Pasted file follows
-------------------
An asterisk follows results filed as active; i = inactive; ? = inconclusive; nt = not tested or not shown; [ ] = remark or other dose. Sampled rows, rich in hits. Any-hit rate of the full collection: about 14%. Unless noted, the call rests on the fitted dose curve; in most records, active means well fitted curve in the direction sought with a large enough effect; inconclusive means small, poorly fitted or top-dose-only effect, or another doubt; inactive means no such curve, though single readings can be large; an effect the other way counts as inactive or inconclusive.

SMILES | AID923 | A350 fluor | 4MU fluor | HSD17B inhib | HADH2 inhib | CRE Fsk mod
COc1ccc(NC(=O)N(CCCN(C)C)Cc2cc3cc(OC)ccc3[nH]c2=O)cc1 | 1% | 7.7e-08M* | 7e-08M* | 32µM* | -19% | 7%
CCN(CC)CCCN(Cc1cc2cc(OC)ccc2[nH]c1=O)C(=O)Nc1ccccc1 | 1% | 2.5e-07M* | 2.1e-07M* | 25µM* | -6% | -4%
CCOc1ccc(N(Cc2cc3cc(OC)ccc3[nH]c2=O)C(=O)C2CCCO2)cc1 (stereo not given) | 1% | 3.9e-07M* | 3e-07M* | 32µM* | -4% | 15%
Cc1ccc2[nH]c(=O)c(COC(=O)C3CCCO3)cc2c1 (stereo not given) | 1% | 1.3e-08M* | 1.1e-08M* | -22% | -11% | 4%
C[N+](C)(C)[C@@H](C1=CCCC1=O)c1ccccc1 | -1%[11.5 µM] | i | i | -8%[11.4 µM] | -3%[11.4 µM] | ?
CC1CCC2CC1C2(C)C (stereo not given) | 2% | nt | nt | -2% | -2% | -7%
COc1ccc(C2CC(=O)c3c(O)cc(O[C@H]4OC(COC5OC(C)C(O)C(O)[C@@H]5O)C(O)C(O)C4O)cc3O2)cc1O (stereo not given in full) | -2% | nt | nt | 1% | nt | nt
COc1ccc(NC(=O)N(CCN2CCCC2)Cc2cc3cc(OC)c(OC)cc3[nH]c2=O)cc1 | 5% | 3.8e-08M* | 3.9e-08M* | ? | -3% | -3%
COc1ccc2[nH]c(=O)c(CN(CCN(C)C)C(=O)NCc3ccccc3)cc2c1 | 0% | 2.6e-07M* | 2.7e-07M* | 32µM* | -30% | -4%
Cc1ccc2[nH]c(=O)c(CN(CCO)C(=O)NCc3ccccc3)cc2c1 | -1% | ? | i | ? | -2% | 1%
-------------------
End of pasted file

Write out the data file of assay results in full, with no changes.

An asterisk follows results filed as active; i = inactive; ? = inconclusive; nt = not tested or not shown; [ ] = remark or other dose. Sampled rows, rich in hits. Any-hit rate of the full collection: about 14%. Unless noted, the call rests on the fitted dose curve; in most records, active means well fitted curve in the direction sought with a large enough effect; inconclusive means small, poorly fitted or top-dose-only effect, or another doubt; inactive means no such curve, though single readings can be large; an effect the other way counts as inactive or inconclusive.

SMILES | AID923 | A350 fluor | 4MU fluor | HSD17B inhib | HADH2 inhib | CRE Fsk mod
COc1ccc(NC(=O)N(CCCN(C)C)Cc2cc3cc(OC)ccc3[nH]c2=O)cc1 | 1% | 7.7e-08M* | 7e-08M* | 32µM* | -19% | 7%
CCN(CC)CCCN(Cc1cc2cc(OC)ccc2[nH]c1=O)C(=O)Nc1ccccc1 | 1% | 2.5e-07M* | 2.1e-07M* | 25µM* | -6% | -4%
CCOc1ccc(N(Cc2cc3cc(OC)ccc3[nH]c2=O)C(=O)C2CCCO2)cc1 (stereo not given) | 1% | 3.9e-07M* | 3e-07M* | 32µM* | -4% | 15%
Cc1ccc2[nH]c(=O)c(COC(=O)C3CCCO3)cc2c1 (stereo not given) | 1% | 1.3e-08M* | 1.1e-08M* | -22% | -11% | 4%
C[N+](C)(C)[C@@H](C1=CCCC1=O)c1ccccc1 | -1%[11.5 µM] | i | i | -8%[11.4 µM] | -3%[11.4 µM] | ?
CC1CCC2CC1C2(C)C (stereo not given) | 2% | nt | nt | -2% | -2% | -7%
COc1ccc(C2CC(=O)c3c(O)cc(O[C@H]4OC(COC5OC(C)C(O)C(O)[C@@H]5O)C(O)C(O)C4O)cc3O2)cc1O (stereo not given in full) | -2% | nt | nt | 1% | nt | nt
COc1ccc(NC(=O)N(CCN2CCCC2)Cc2cc3cc(OC)c(OC)cc3[nH]c2=O)cc1 | 5% | 3.8e-08M* | 3.9e-08M* | ? | -3% | -3%
COc1ccc2[nH]c(=O)c(CN(CCN(C)C)C(=O)NCc3ccccc3)cc2c1 | 0% | 2.6e-07M* | 2.7e-07M* | 32µM* | -30% | -4%
Cc1ccc2[nH]c(=O)c(CN(CCO)C(=O)NCc3ccccc3)cc2c1 | -1% | ? | i | ? | -2% | 1%